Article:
LR: Is one of your hopes with The Unhappy Wife to help women become more self-aware?
K E Garland: THAT IS EXACTLY one of my goals with this book. I even had t-shirts made up with three relationship goals on the back:
• Know yourself.
• Love yourself.
• Be yourself.
I’m trying to raise women’s consciousness so that those of us who seem to have relied on men and relationships for validation will hopefully stop, reflect, and love ourselves a little more.
LR: It’s interesting that “Veda” didn’t see herself as unhappy until she read her story in print. What about the woman in the story “Thom” – did she realize that her own identity was so invisible?
K E Garland: A lot of them didn’t see themselves as I’d written the story. Many of them wept. They thanked me for showing them who they were in those relationships. “Crystal” said, “I had no idea my story sounded like a Lifetime movie,” which is astounding to me. “Thom”’s wife realized it after Thom died and she found herself in therapy. Through counseling, she understood exactly how she’d ended up married to him and how she’d given away her power little by little, eventually leaving her with nothing, not even a husband. By the way, I wrote the story purposely to omit her name. I wanted the reader to feel how powerless she felt. She was so insignificant that she didn’t even have a name, just “Thom’s wife.”
LR: I think it’s beautiful that your book is already instrumental in providing clarity and healing for some of the women you interviewed.
“KNOW YOURSELF, LOVE YOURSELF, BE YOURSELF” sounds so obvious but for some of us it can be a lifelong journey. At first when I was reading The Unhappy Wife I was feeling judgmental towards some of the women’s stories but then I realized I was feeling some residual shame from unhappiness that I used to allow in relationships when I was younger and less aware.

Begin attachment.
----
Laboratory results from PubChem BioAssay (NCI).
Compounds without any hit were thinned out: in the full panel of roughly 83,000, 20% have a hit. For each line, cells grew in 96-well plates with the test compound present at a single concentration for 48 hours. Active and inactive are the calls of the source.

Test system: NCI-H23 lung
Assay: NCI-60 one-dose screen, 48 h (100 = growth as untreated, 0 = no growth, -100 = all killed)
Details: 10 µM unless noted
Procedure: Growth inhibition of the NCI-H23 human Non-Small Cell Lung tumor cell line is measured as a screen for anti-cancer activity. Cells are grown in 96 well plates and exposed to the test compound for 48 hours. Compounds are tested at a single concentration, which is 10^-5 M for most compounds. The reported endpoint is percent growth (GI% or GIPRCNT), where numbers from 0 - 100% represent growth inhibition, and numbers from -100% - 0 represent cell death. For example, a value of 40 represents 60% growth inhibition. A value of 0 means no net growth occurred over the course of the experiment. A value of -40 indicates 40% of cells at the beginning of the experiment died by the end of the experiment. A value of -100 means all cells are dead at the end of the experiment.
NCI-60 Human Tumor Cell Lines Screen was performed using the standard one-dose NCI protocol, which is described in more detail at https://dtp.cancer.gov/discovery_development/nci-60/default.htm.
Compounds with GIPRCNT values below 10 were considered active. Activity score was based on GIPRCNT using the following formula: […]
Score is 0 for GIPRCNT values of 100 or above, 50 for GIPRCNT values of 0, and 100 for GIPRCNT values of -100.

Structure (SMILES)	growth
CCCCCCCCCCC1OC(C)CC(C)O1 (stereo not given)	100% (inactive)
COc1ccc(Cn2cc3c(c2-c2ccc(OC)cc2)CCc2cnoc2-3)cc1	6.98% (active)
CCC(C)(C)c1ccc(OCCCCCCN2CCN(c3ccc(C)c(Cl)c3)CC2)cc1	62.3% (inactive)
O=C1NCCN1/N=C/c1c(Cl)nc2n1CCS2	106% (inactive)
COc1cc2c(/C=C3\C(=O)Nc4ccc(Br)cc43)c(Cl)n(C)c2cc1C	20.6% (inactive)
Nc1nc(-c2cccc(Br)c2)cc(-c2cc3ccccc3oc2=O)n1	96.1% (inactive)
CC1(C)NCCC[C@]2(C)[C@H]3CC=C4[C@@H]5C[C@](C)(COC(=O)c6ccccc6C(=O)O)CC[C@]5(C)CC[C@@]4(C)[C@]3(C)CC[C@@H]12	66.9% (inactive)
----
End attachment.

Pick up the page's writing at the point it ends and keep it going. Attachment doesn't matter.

K E Garland: Thanks Leslie!
I’m so glad you said that about judging the women. That has been the case with a few people. The first inclination is to read the stories in disbelief, but I think you’ve hit the nail on the head, so to speak. “Residual shame” is exactly what it is for some of us. I find that if you’re judging these women, then there’s probably something tapping you on your own shoulder, you know?
LR: Was it a conscious decision to have women of different ages represented in your book?
K E Garland: The only part I was sure about is that I wanted authentic stories to be heard. The fact that the women ranged in age was a nice happenstance.
LR: One of the things I was thinking when I was reading The Unhappy Wife is that it would be good for discussion groups. Would you ever use the book to facilitate workshops, or was your “job” to get the stories written, and publish the book?
K E Garland: I would love to use the book to facilitate workshops. One of my goals is to focus on more mass distribution of the book. In fact, my goddaughter, who’s receiving her Master’s in Social Work, just texted me saying “Gina”’s story was approved for her healthy dating relationships curriculum in Granada! I never could’ve imagined something like that.
LR: Is there something you would like readers to know about The Unhappy Wife that we haven’t talked about?
K E Garland: The only thing I’d add is something I’ve been having a hard time explaining/showing. Although the title is The Unhappy Wife, it is not simply about wives and marriages. It’s about women and how we function in relationships, whether we choose marriage or not.
LR: Can you share something with us about your personal writing practice?
K E Garland: Sure. When I’m working on a project, then I write each and every day, until the project is complete. A typical day would include the following: exercise, meditation, a veggie omelet, and then 3-4 hours writing. Some of that “writing” includes researching the timeframe/setting of the story. For example, because I’d changed the setting of each story, I had to be sure the “characters” were doing things that were accurate for the area and the year. You know Gina and her bff couldn’t be going to the movies to see For Colored Girls… if it was supposed to be 1992!
LR: Can you share something with us about your personal reading practice?
K E Garland: If I’m working on a book to be published, or if I’m editing someone else’s work, then I read very little (other than blogs). This is because I don’t want what I’m reading to influence my own writing style.
I typically read fiction with or without a group. For example, last month I read The Kitchen House by Kathleen Grissom with a book club. I’m currently reading Zadie Smith’s Swing Time with a couple of blogger friends. After that I’ll read Whistling Past the Graveyard by Susan Crandall with a book club.
When I read on my own, I like to include philosophical books, like Don Miguel Ruiz’s The Four Agreements and Paulo Coelho’s The Alchemist, every now and then. I’m very interested in reading We Should All be Feminists by Chimamanda Ngozi Adichie.